Training drills were conducted using looting as the scenario, although CPD did not give out any tactics.
"It's a chess game for criminals, so we don't want to give away our moves to the criminal elements so they can defeat what we are drilling for," CPD Supt. David Brown explained.
Bronzeville neighborhood business destroyed by fire during weekend lootings
Brown said the drill s not just about preventing looting, but being prepared to arrest looters, which he said was difficult at the end of May. Officers face criticism for allowing the looting to happen in some neighborhoods.
"It was not officers waiting and watching people loot, it was officers being violently attacked, waiting for cover and then making arrests," he said.
The 47th Street corridor between Cottage Grove and State Street was impacted by that late spring looting, and the Dollar Tree celebrated its grand reopening Thursday, finally repaired and restocked.
Cleanup efforts aim to help South Side communities heal after looting, violence
"I was tired of seeing the boards, get it back together so people can do their essentially shopping and do what they need to do in the community," said Cornelus Myers, Dollar Tree cashier.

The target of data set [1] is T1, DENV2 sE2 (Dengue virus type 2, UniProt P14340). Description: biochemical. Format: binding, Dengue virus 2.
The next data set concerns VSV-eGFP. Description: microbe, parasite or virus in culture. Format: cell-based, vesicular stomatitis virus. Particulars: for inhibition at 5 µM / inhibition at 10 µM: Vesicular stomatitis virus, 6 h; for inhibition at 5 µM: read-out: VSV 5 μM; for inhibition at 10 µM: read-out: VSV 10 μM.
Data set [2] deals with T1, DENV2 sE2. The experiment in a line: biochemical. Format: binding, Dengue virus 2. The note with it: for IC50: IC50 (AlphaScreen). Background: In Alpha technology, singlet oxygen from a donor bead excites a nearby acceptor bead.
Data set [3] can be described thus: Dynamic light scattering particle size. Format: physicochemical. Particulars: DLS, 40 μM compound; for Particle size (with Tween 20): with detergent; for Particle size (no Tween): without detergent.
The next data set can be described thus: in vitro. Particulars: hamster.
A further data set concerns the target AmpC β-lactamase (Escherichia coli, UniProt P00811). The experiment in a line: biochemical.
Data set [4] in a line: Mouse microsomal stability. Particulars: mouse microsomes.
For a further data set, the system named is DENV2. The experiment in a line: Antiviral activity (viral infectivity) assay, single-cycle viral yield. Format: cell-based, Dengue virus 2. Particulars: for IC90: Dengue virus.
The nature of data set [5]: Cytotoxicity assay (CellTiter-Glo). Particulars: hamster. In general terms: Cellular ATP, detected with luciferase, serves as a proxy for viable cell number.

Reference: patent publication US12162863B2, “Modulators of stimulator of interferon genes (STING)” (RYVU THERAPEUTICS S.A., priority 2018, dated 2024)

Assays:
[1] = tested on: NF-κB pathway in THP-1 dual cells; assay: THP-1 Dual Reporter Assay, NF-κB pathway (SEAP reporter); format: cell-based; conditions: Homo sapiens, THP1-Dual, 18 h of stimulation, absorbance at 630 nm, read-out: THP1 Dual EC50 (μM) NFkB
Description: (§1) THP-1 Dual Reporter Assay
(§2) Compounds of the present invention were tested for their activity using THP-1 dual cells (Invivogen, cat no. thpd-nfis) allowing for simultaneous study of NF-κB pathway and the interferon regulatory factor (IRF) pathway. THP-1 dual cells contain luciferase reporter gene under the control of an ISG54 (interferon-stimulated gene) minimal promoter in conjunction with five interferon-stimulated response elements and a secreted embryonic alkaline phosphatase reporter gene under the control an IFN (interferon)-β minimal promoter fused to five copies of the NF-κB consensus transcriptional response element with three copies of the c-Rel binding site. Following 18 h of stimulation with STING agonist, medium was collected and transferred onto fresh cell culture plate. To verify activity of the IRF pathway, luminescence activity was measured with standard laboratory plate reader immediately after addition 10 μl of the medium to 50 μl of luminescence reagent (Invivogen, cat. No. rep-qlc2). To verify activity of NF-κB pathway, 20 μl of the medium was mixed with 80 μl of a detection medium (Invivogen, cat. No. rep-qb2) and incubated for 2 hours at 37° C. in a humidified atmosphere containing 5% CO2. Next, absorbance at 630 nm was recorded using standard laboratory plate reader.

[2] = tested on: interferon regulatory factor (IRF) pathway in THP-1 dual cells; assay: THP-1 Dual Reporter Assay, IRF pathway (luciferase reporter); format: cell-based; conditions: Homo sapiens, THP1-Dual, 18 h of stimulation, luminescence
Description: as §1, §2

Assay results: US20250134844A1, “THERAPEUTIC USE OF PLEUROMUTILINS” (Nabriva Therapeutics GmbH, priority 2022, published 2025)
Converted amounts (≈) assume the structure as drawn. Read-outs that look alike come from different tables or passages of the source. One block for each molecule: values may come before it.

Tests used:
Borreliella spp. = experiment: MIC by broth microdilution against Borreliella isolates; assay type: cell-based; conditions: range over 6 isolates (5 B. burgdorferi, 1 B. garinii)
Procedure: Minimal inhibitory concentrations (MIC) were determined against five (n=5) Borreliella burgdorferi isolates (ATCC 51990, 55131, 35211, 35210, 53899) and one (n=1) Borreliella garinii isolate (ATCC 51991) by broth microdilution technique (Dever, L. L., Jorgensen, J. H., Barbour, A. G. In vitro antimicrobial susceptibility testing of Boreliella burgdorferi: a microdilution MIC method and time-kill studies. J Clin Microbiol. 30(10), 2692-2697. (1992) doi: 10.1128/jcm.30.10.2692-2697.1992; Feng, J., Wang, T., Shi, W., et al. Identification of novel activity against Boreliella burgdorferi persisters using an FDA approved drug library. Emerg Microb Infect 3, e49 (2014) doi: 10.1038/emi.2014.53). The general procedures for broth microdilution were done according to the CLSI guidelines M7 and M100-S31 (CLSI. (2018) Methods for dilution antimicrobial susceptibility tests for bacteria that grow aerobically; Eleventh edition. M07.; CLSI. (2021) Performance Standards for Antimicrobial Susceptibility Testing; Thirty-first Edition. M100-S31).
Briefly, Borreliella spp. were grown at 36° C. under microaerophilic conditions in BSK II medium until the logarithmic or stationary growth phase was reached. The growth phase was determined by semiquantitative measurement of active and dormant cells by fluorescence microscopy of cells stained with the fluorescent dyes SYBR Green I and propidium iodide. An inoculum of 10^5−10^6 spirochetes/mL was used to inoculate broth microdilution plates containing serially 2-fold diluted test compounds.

With Thursday's drill and 500 additional officers being deployed in the neighborhoods, Black-owned business owners, like Nataki Muhammad, hope being proactive will prevent 47th Street from any future destruction.
"We just pray 47th Street is revived, people understand these are community businesses that support people's families, that provide jobs for the community, so let's work together to rebuild Bronzeville instead of tearing it down," said Muhammad, who owns Shawn & Michelle's Homemade Ice Cream.
Supt. Brown said Thursday's drill will serve as a blueprint for neighborhoods throughout the city.